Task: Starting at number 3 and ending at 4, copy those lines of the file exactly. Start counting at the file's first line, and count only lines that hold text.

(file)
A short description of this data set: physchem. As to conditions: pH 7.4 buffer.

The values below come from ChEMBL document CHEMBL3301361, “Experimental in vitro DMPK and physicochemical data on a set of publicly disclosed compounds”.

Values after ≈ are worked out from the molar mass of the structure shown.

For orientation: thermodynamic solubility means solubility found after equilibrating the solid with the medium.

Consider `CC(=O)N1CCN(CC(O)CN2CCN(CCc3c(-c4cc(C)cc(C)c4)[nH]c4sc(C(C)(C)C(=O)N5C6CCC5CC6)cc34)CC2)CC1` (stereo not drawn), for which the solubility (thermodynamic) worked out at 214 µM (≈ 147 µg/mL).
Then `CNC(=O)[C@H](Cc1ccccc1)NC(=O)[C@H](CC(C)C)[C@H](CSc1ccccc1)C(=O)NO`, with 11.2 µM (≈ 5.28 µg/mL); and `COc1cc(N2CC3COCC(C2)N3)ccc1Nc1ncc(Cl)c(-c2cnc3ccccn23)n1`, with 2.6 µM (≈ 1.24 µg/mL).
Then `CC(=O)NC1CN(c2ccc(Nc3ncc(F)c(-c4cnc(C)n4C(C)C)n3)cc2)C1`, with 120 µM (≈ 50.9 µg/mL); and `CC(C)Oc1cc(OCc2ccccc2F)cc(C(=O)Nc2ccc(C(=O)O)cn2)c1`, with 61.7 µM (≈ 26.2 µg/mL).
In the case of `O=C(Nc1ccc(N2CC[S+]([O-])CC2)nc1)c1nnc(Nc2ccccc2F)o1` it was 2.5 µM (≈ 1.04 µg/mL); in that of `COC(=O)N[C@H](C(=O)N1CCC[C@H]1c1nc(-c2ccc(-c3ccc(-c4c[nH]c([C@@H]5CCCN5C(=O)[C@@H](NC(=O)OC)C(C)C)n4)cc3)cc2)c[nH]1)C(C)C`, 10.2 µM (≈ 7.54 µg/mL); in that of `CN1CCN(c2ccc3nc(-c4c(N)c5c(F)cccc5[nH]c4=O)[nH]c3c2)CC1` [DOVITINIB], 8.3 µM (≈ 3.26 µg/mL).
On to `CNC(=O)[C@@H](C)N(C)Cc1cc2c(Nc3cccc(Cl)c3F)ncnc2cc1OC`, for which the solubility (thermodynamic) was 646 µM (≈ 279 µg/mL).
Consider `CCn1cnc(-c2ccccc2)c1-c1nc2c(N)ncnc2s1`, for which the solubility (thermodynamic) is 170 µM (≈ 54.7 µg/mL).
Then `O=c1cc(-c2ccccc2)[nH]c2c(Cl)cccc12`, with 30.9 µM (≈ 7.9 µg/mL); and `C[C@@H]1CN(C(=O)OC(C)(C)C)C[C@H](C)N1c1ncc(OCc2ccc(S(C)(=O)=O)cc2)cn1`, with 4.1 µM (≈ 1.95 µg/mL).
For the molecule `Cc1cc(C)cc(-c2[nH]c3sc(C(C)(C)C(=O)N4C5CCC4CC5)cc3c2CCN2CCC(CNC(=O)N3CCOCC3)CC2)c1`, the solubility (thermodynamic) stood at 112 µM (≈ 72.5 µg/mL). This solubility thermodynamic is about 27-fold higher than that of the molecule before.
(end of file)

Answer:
Values after ≈ are worked out from the molar mass of the structure shown.

For orientation: thermodynamic solubility means solubility found after equilibrating the solid with the medium.